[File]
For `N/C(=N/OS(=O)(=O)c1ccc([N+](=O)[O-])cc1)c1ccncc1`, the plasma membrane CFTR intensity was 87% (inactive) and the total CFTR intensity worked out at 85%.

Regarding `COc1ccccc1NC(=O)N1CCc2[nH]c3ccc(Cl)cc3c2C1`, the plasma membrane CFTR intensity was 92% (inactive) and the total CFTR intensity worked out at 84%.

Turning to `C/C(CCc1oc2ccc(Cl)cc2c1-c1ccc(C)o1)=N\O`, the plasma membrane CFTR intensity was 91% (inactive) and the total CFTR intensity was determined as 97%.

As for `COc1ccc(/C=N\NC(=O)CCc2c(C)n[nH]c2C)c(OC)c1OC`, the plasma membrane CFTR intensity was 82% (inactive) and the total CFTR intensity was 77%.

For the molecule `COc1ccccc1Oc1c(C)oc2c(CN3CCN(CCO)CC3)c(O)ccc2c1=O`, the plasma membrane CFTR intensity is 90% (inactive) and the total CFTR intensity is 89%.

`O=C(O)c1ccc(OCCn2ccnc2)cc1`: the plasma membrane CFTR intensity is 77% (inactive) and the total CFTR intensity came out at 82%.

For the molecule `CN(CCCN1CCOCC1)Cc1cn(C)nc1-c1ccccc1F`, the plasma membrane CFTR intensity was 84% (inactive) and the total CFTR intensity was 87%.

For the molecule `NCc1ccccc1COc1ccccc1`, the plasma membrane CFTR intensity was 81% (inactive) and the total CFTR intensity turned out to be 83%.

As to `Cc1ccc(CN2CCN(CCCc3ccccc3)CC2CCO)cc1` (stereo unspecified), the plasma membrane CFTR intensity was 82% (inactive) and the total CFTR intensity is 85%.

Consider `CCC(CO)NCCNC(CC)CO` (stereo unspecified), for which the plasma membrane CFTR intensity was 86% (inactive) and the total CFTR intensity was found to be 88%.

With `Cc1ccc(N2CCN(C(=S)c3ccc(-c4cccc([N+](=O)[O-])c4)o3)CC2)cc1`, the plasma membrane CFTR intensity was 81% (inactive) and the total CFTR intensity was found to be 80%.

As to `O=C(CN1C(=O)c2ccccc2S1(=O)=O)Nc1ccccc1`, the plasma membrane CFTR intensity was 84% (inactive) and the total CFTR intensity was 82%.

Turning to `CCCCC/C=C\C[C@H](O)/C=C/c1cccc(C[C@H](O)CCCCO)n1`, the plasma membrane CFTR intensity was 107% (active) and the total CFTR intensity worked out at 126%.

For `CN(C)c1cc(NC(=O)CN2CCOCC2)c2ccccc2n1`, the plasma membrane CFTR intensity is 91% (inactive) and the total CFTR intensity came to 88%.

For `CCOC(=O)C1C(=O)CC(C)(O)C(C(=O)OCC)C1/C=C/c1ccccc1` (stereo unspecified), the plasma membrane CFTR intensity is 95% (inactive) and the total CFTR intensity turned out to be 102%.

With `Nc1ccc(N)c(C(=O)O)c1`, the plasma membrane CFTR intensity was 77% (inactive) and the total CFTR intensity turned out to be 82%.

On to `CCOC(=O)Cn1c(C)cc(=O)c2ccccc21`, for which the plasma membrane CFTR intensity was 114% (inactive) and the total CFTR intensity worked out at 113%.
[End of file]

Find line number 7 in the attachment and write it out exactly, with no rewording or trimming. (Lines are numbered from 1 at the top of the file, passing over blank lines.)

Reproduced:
For the molecule `CN(CCCN1CCOCC1)Cc1cn(C)nc1-c1ccccc1F`, the plasma membrane CFTR intensity was 84% (inactive) and the total CFTR intensity was 87%.